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    Re: Quartz article: reinstating celestial...
    From: David Pike
    Date: 2015 Oct 22, 13:19 -0700

    It’s sickening even to think about it, but if one’s going to consider using celestial in a post nuclear World such as described in Nevil Shute Norway's novel 'On the Beach', or even in a pretty smoky conventional situation such as oil wells ablaze, one ought to consider what might be up there before assuming celestial will be possible from the surface.  There’s going to be an awful lot of soot and pyrocumulus cloud up there, even before a nuclear winter does or doesn't set in.  The stars might not be visible and the Sun might be dificult to define accurately. DaveP

    From: Lu Abel
    Date: 2015 Oct 22, 16:39 +0000ond

    Since the fact that nuclear explosions release a massive electromagnetic pulse (EMP for short) that can wipe out electronics has been well known since the 1940s, I suspect that electronic equipment aboard US Navy vessels is well protected against EMP.   And that backup equipment, sealed in EMP-proof storage, is at hand.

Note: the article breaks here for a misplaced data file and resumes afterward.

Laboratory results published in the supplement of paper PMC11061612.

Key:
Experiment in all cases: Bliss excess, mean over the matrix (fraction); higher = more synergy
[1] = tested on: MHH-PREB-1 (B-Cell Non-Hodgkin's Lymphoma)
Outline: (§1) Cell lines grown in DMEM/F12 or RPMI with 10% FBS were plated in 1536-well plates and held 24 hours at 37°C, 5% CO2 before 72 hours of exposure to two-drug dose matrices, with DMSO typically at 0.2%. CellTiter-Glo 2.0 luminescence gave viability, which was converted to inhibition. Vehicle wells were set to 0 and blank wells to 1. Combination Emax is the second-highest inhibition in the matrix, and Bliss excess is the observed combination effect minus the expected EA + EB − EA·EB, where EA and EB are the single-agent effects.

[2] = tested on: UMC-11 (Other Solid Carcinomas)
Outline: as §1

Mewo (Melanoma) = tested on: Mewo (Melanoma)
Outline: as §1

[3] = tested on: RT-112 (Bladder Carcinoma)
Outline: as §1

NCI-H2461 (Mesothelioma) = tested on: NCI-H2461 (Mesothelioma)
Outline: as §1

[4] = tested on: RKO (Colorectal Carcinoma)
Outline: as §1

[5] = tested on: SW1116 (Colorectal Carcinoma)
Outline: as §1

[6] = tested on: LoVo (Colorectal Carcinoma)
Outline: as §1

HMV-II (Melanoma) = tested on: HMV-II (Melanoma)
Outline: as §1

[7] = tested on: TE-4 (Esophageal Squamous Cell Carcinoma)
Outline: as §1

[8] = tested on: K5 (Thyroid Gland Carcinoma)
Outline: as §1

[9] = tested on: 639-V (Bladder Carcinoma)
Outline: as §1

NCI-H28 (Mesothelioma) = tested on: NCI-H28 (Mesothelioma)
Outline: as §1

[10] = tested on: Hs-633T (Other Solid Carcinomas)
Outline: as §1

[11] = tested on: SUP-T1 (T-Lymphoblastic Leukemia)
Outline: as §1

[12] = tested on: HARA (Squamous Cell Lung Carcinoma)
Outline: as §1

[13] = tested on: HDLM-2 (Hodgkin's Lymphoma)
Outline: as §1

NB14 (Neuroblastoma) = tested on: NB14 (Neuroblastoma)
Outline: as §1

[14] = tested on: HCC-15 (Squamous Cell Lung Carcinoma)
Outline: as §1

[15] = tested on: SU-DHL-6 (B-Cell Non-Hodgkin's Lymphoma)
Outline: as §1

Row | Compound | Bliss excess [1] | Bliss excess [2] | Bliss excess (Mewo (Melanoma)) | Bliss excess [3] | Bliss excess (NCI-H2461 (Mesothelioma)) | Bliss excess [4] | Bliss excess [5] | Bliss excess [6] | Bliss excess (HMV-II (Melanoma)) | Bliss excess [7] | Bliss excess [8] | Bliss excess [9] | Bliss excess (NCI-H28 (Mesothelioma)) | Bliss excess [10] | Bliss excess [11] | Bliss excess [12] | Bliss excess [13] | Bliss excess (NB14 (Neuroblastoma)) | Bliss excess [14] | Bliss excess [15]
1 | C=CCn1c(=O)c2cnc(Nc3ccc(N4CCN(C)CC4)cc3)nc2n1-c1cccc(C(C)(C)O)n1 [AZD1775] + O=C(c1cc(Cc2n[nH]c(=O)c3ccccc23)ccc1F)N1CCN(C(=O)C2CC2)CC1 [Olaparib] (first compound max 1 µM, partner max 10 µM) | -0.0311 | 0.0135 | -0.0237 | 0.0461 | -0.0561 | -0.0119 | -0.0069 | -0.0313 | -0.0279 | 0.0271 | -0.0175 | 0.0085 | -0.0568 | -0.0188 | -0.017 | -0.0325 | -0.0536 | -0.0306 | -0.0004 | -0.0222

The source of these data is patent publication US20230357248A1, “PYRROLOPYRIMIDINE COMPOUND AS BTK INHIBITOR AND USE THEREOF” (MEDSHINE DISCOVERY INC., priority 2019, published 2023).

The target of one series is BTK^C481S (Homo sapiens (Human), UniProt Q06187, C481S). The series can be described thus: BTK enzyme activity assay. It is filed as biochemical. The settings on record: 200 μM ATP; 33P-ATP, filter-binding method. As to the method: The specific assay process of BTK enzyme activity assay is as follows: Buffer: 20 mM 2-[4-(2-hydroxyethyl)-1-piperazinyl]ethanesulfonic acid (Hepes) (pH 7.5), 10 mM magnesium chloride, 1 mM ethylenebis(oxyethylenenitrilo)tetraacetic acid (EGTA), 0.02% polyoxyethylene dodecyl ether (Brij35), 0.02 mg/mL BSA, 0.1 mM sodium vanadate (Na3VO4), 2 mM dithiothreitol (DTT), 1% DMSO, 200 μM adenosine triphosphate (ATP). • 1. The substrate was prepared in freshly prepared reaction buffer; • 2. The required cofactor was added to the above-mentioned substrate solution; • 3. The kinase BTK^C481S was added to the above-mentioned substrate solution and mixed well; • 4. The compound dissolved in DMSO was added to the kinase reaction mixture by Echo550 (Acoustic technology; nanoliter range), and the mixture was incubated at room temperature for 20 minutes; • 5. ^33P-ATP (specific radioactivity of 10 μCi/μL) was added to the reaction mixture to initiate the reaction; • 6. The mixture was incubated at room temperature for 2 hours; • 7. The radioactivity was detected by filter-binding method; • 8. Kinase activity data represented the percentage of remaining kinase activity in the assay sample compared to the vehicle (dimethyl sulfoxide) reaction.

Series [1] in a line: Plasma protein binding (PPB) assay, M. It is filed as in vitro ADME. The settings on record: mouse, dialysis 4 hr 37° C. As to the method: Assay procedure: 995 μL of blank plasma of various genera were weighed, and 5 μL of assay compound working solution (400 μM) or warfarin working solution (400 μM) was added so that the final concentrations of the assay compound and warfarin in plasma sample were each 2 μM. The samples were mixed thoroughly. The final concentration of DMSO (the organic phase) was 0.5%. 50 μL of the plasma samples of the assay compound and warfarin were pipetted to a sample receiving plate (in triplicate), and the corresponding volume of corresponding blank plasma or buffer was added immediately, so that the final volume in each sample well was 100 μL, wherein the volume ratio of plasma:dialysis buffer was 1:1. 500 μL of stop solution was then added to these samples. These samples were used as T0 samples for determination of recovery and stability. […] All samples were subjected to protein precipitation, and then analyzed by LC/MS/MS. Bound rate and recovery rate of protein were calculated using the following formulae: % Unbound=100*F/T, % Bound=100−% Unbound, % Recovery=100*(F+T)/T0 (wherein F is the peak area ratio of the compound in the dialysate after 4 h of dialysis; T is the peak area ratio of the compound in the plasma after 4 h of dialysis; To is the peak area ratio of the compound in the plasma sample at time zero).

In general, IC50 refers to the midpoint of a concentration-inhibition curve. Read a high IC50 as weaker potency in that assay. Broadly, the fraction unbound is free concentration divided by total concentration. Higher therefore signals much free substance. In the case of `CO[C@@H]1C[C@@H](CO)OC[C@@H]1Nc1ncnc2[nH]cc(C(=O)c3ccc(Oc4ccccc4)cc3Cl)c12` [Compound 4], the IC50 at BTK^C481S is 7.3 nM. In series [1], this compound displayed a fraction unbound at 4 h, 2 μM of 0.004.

For that reason I believe there is no reasonable scenario where all electronics (including hand-held devices, ranging from GPSs to tablets to laptops) are suddenly inoperative but the ship is otherwise functional.  

    From: Bob Goethe <NoReply_Goethe@fer3.com>
    To: luabel{at}ymail.com
    Sent: Wednesday, October 21, 2015 1:07 PM
    Subject: [NavList] Re: Quartz article: reinstating celestial...

    If the Navy is well-and-truly concerned about cyber warfare taking out their computing capabilities, then they would want to ensure that the computers they have STELLA on are "air gapped" from the rest of the ship's network.  But unless the STELLA computer lacks USB ports, you can't depend on that workstation being totally isolated, air gaps or no.  If their STELLA computers are NOT air gapped, then they would want to be teaching people to use Pub. 249 or their hand-held calculators.
    Taking it a step further, if they are concerned about EMP from a nearby nuclear blast frying the chips on computers and calculators alike, then they would want to be teaching people to use Pub. 249. 
    Being children of the 21st century, they may well be using electronics in one way or another to do 100% of their sight reduction.  If so, it would seem to be slightly counter productive to teach an "emergency navigation method" that you may be unable to use in an actual emergency.
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